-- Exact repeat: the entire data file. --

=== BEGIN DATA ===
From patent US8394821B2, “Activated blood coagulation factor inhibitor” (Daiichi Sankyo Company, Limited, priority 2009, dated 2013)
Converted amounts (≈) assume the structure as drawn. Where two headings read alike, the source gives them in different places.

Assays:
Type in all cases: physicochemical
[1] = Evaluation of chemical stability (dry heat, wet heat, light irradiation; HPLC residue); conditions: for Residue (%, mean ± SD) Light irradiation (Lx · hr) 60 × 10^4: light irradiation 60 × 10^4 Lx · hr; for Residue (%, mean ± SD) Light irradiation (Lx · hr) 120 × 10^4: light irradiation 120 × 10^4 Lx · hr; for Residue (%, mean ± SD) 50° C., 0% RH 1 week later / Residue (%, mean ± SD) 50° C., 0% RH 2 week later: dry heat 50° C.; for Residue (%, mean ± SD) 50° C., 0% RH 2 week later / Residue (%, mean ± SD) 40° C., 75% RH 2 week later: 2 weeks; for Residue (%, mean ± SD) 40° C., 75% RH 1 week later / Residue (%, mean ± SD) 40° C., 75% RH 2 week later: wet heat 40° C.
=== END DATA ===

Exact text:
From patent US8394821B2, “Activated blood coagulation factor inhibitor” (Daiichi Sankyo Company, Limited, priority 2009, dated 2013)
Converted amounts (≈) assume the structure as drawn. Where two headings read alike, the source gives them in different places.

Assays:
Type in all cases: physicochemical
[1] = Evaluation of chemical stability (dry heat, wet heat, light irradiation; HPLC residue); conditions: for Residue (%, mean ± SD) Light irradiation (Lx · hr) 60 × 10^4: light irradiation 60 × 10^4 Lx · hr; for Residue (%, mean ± SD) Light irradiation (Lx · hr) 120 × 10^4: light irradiation 120 × 10^4 Lx · hr; for Residue (%, mean ± SD) 50° C., 0% RH 1 week later / Residue (%, mean ± SD) 50° C., 0% RH 2 week later: dry heat 50° C.; for Residue (%, mean ± SD) 50° C., 0% RH 2 week later / Residue (%, mean ± SD) 40° C., 75% RH 2 week later: 2 weeks; for Residue (%, mean ± SD) 40° C., 75% RH 1 week later / Residue (%, mean ± SD) 40° C., 75% RH 2 week later: wet heat 40° C.